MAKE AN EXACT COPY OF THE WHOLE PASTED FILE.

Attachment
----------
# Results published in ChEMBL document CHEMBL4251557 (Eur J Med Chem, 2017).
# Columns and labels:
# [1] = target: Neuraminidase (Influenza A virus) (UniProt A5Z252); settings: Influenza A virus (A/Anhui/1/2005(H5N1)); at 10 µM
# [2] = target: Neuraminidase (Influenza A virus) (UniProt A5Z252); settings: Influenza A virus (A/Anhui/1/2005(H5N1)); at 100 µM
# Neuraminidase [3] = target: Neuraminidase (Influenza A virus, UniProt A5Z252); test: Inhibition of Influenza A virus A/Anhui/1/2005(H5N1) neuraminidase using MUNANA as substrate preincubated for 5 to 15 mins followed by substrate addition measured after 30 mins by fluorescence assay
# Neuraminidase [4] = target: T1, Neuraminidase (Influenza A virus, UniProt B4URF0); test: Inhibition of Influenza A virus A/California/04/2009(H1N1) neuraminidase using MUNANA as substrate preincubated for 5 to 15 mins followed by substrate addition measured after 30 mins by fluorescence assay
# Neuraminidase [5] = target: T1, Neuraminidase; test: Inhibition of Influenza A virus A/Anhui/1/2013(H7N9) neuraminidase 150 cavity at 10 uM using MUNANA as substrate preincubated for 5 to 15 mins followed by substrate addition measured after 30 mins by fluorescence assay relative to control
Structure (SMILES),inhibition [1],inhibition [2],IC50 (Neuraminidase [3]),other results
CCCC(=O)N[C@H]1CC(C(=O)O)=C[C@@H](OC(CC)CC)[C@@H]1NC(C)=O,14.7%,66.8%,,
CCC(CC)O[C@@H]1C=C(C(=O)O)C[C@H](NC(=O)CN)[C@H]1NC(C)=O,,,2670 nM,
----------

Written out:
# Results published in ChEMBL document CHEMBL4251557 (Eur J Med Chem, 2017).
# Columns and labels:
# [1] = target: Neuraminidase (Influenza A virus) (UniProt A5Z252); settings: Influenza A virus (A/Anhui/1/2005(H5N1)); at 10 µM
# [2] = target: Neuraminidase (Influenza A virus) (UniProt A5Z252); settings: Influenza A virus (A/Anhui/1/2005(H5N1)); at 100 µM
# Neuraminidase [3] = target: Neuraminidase (Influenza A virus, UniProt A5Z252); test: Inhibition of Influenza A virus A/Anhui/1/2005(H5N1) neuraminidase using MUNANA as substrate preincubated for 5 to 15 mins followed by substrate addition measured after 30 mins by fluorescence assay
# Neuraminidase [4] = target: T1, Neuraminidase (Influenza A virus, UniProt B4URF0); test: Inhibition of Influenza A virus A/California/04/2009(H1N1) neuraminidase using MUNANA as substrate preincubated for 5 to 15 mins followed by substrate addition measured after 30 mins by fluorescence assay
# Neuraminidase [5] = target: T1, Neuraminidase; test: Inhibition of Influenza A virus A/Anhui/1/2013(H7N9) neuraminidase 150 cavity at 10 uM using MUNANA as substrate preincubated for 5 to 15 mins followed by substrate addition measured after 30 mins by fluorescence assay relative to control
Structure (SMILES),inhibition [1],inhibition [2],IC50 (Neuraminidase [3]),other results
CCCC(=O)N[C@H]1CC(C(=O)O)=C[C@@H](OC(CC)CC)[C@@H]1NC(C)=O,14.7%,66.8%,,
CCC(CC)O[C@@H]1C=C(C(=O)O)C[C@H](NC(=O)CN)[C@H]1NC(C)=O,,,2670 nM,